The ancient world found ingenious solutions for protective equipment in the workplace – but did its workers benefit?
The ancient workplace was extremely hazardous, its conditions causing health problems from callouses and scars to permanent deformities or other, less immediately visible, issues, such as breathing problems. Despite the absence of the modern understanding of health and safety, or even basic principles of hygiene, the people working in it recognised the need for protection, which they managed using a variety of protective equipment, ranging in complexity and ingenuity from the rudimentary to the advanced.
Agricultural work came with many dangers. At the most basic level, workers, spending long hours under the hot sun, protected themselves with headgear. The bucolic poet Calpurnius Siculus describes them wearing close-fitting leather caps, while the archaeologist William Matthew Flinders Petrie recovered a Panama-style straw hat during his 1901-2 excavation season in Egypt, which may have served a similar purpose. It has since been radiocarbon-dated to AD 420-568, making it the oldest such hat in the world. According to the botanist Theophrastus, workers also attempted to avoid deadly bites and stings by wearing sturdy hand and foot coverings when venturing into dense undergrowth. This makes sense when read against Erycius’ poem about a man named Mindon, who, while cutting down a tree, was bitten on the foot by a spider; the bite became infected, turned gangrenous and his leg was amputated. It was common knowledge, too, that some plants had powerful properties, both positive and negative. Plutarch records that those tasked with harvesting the opium poppy were warned to be on their guard against the soporific fumes and to cover their noses and mouths with something, perhaps a mask made from leather or cloth, to prevent inhalation.
Aeneas Tacticus provided lengthy instructions on the practicalities of undermining during a siege: ‘One should fasten together the poles of two wagons … raised aloft, inclining toward the same point. Then, when this has been done, one should fasten on to the poles in addition other timbers and sorts of covering above and cover them over with clay. This device, then, could be advanced and withdrawn on its wheels wherever you desire, and those who are excavating could keep under this protection.’
Clearly, military miners were valued more highly than those who mined for minerals and metals: the latter had no such protection and laboured in miserable conditions, often – as skeletons recovered from ancient mines have shown – in shackles and chains. Pliny the Elder spent considerable time at the silver mines in Spain during his military service and described their workings in detail. Those responsible for processing the minerals, he recounted, tied masks made from animal bladders over their noses and mouths to prevent them from inhaling the dust and damaging their lungs. Their eyes were left unobstructed so they were able to see what they were doing. According to the scholar Julius Pollux, this makeshift mask was gradually developed and refined: a sackcloth filter was added and it began to be used in conjunction with bags and sacks worn elsewhere on the body, presumably to protect sensitive areas of skin from injury and infection.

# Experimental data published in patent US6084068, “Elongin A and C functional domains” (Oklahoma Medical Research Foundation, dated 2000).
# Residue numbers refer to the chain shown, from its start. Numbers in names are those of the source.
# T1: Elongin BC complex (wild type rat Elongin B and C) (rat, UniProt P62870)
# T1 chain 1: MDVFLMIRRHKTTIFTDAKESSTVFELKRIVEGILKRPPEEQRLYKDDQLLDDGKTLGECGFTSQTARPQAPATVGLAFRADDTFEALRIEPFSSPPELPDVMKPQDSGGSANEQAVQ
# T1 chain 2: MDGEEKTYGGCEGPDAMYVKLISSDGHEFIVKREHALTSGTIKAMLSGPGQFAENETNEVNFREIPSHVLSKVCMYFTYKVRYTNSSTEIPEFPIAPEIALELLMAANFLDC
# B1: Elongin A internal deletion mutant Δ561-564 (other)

Divers on the lookout for snails used in the manufacture of purple dye, sponges, pearls, or even salvage from shipwrecks, would routinely bind sponges around their heads. Aristotle concluded that it was to protect their ears. Lycophron suggested in his only surviving poem that, on occasion, divers would also wear rudimentary leather wetsuits to inure themselves to the freezing water. While much ancient diving seems to have taken the form of what we know today as freediving, Aristotle’s repeated writings on the subject make it clear that breathing apparatus akin to a snorkel was sometimes used – and it seems some divers went even further than that, making rudimentary diving bells out of cauldrons that could retain a certain amount of air even while submerged. Over the centuries, stories about these tactics spread and became increasingly imaginative, elaborate – and, ultimately, fictional. They eventually found themselves incorporated into the medieval phenomenon of the Alexander Romance, in which Alexander the Great was portrayed commanding an ancient precursor to the modern submarine. This contraption was thought to have consisted of a bubble, barrel or case made of glass that was placed on a ship, taken out to sea, then lowered over the side and all the way down to the seabed on a metal chain, allowing Alexander, in relative safety and comfort, to conquer the sea as he had conquered the land.
Just as warriors, whether soldiers or gladiators, wore armour to protect themselves from injury and death during battle, other, less high profile, types of ancient workers also used personal protective equipment as a matter of course in their daily lives. But it is important to note that, since much of this work was undertaken by the enslaved and formerly enslaved, considered to be the lowest of the low in ancient Greek and Roman society, the physical and mental welfare of the members of the workforce was not uppermost in the minds of those in charge of and responsible for them; they were not considered to be individuals of consequence, or even individuals at all. In fact, ancient authors routinely referred to them as ‘articulate tools’. Rather, it was their productivity that was privileged. Consequently, these measures were not only aimed at protecting the frail human body, they were also aimed at augmenting it to provide a functional advantage in an inhospitable environment, somewhere that humans would not, or could not, normally go, all in the pursuit of financial gain for a relative few.
Jane Draycott is Lecturer in Classics at the University of Glasgow.